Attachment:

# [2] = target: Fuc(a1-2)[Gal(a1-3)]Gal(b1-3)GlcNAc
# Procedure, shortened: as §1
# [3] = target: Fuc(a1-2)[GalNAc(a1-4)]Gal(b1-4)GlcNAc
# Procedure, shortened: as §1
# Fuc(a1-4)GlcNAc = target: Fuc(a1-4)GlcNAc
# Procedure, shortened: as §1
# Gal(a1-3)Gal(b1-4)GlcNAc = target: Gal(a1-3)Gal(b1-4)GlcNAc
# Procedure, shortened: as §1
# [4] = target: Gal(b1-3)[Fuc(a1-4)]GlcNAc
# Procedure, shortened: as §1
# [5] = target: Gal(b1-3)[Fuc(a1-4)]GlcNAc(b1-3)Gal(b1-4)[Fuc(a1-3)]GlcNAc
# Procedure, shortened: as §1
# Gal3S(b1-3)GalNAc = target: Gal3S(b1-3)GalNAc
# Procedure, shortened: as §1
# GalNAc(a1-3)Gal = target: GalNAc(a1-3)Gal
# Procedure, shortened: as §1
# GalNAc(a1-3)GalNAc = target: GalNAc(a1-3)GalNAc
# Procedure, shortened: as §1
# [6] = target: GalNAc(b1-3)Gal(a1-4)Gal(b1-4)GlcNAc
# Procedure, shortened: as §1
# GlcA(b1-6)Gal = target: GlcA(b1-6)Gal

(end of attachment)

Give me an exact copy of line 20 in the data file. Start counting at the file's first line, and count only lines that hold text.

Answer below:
# Procedure, shortened: as §1